I usually wouldn’t mind this. Not one bit. I can’t imagine that anyone would, unless they, too, were tortured by the temptation that is Nora while also knowing that nothing could come of it.
Her skin is a few shades darker than mine and I can’t tell her ethnicity by simply looking at her. I do know, though, that she’s a mix of something beautiful and unique. I’m not sure what it is specifically, but the almond shape of her eyes is striking, and so are her dark brows and the thick lashes that shade her high cheekbones. That shirt she’s wearing looks perfect on her, just like every trendy outfit I’ve seen her in. Her hips are full, and the way her white cotton pants cling to her ass is hard to look away from.
Did I already say that?
I allow myself a few seconds to look at her, really look at her. It won’t hurt just to stare for a second or two . . . right?
She’s so oblivious to my gaze, to my longing to run my fingers along the bare skin of her back. My thoughts take me there, to a world where Nora is lying next to me, my fingers moving their way across her tanned skin. I would love to see her fresh out of a shower. Her hair would be wet, wavy at the ends, and her skin would be dewy, her dark lashes even blacker against her skin when she blinks—
“That bad, huh?” Nora asks.
I shake my head. I was so lost in my own thoughts that I didn’t respond to Tessa’s question about my workday. I tell her it was the same as usual, crowded and fast-paced. The first few weeks of college are a busy time for coffee shops, even across the bridge in Brooklyn.
I don’t bore them with the details of the nozzle on the sink breaking off, spraying water all over Aiden. I can’t say I didn’t laugh when he wasn’t looking—he was so pissed that his hair got messed up. It was all the funnier because it had been his idea to toy with the nozzle in the first place, claiming that he knew how to fix the leak.
Draco . . . foiled again.
Tessa tells me that she picked up extra shifts for the next two weekends, and I know that by mentioning her work schedule she’s also really itching to know when Hardin is coming so she can keep her distance. I should tell her that he’s coming next weekend, and I intend to, but I’m going to wait until Nora leaves so Tessa can have some time alone to get used to the idea and figure out how to prepare herself.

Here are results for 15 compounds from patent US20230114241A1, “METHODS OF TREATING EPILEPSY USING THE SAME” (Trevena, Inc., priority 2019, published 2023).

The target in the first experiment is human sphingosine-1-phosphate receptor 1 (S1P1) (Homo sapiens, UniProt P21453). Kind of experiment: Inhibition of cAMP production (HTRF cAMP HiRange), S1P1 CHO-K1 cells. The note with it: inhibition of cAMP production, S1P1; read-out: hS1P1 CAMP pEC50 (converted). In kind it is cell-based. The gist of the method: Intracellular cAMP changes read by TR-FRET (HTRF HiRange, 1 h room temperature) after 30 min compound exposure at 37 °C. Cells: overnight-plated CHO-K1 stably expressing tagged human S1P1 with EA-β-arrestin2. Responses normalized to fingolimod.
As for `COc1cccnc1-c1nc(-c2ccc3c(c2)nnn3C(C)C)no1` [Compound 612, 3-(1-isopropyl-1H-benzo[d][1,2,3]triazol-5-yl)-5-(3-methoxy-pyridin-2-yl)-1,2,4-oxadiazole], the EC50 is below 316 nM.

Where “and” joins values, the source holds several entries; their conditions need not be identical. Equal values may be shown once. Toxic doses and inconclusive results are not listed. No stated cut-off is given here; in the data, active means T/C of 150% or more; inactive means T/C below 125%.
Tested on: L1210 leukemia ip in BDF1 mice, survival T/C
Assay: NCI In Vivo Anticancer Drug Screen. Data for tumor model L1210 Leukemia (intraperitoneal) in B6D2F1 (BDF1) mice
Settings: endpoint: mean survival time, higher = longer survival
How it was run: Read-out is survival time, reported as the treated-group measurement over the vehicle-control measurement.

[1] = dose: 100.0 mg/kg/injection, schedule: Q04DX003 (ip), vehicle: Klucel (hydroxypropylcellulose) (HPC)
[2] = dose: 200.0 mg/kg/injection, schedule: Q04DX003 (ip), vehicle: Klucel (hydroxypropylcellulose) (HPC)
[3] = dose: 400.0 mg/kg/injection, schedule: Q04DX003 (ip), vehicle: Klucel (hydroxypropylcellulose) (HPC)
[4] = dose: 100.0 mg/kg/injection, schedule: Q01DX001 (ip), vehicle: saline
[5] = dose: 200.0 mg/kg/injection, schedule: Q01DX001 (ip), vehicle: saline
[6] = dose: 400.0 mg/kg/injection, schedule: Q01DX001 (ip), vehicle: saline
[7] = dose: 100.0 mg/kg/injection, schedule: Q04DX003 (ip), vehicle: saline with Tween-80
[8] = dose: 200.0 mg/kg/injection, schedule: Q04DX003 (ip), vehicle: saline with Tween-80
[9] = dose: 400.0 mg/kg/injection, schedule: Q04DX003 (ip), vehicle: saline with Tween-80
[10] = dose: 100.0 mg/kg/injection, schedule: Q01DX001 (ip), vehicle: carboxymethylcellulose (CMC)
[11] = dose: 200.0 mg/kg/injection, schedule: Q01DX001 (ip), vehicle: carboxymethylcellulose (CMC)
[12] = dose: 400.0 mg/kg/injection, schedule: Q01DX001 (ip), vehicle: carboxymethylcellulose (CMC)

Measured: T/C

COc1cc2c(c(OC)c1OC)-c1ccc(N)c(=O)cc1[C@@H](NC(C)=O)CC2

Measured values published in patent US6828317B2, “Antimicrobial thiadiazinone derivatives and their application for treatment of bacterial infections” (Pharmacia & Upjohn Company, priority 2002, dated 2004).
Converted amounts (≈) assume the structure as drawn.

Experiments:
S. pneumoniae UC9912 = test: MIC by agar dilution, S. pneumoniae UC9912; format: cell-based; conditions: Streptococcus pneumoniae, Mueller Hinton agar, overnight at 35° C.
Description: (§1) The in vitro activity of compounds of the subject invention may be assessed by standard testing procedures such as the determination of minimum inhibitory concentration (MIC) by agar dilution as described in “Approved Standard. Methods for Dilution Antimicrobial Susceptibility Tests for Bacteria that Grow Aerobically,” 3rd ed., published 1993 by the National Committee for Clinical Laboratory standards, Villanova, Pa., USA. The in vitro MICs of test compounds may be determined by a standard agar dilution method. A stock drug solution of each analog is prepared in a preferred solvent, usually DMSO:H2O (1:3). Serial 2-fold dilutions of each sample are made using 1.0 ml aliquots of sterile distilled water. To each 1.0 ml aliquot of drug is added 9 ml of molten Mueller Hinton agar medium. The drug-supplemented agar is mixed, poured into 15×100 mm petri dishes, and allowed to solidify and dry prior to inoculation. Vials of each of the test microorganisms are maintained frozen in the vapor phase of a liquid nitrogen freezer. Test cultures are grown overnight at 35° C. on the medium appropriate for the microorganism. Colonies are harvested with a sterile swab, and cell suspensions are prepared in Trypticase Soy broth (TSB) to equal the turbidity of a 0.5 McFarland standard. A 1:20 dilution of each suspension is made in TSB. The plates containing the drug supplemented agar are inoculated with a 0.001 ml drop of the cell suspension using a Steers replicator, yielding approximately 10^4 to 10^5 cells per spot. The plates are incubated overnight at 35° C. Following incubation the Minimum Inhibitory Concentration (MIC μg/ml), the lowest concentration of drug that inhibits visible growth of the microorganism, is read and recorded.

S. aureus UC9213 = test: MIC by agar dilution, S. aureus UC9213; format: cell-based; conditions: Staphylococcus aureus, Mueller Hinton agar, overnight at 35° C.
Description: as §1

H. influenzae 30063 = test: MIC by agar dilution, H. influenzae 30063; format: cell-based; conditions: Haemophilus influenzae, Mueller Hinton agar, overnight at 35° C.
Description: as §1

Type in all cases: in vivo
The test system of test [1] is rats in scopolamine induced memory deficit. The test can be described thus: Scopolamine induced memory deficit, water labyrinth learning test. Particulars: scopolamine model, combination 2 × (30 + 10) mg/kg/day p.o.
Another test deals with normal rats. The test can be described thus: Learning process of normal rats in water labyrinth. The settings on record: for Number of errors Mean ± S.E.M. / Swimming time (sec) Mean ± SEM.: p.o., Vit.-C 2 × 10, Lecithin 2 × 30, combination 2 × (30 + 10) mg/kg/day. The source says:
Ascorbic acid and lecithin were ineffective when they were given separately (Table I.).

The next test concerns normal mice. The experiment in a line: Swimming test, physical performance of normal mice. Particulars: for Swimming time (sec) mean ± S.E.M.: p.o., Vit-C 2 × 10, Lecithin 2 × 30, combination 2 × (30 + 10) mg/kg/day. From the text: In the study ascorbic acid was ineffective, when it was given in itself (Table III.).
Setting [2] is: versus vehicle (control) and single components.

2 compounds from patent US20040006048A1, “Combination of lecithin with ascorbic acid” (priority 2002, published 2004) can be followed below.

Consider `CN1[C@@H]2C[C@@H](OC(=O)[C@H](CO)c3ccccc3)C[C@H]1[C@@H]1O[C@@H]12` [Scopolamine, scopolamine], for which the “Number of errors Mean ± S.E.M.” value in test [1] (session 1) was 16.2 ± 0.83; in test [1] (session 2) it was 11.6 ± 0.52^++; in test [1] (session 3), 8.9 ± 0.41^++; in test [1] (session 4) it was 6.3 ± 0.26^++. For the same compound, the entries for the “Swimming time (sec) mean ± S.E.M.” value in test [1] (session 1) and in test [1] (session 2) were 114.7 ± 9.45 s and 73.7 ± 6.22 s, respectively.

I’ve watched the light in Tessa drain away with each day she’s in the city, alone, all the while that she’s hearing about how Hardin is thriving under the influence of his new group of friends and the advice of his therapist. I truly think he’s getting better and that this time away is necessary for him, even if he loathes it.
If the two of them don’t end up married with a bunch of stubborn, shaggy-haired children, I will lose all my faith in love.
I hate the word therapist. It adds such a stigma to someone who spends their life attempting to heal others.
Somehow it’s been deemed inappropriate to talk about your therapist at the water coolers at your day job, yet spreading gossip about your co-workers’ lives is completely acceptable. Sometimes the world’s priorities are really messed up.
“Have you heard from your mom?” Tessa asks me.
Nora moves comfortably around the kitchen again. She washes the cooling racks and wets a sponge to wipe the countertops clean while I explain to Tessa that my little sister is using my mom’s belly for soccer training. “She swears that little Abby will be first pick in the MLS superdraft,” I tell them.
My mom says her body aches and aches at night, making room for the baby growing inside. She isn’t complaining, though—she’s awed and fascinated by the changes her body is undergoing at her age and she’s eternally grateful to have had a healthy, uneventful pregnancy.
“You lost me at MLD super-something,” Nora chirps, her lips quirking up to one side in amusement.
Slight amusement. Her eyes always seem to have a touch of boredom, like her life prior to the current moment was much more exciting in some important way.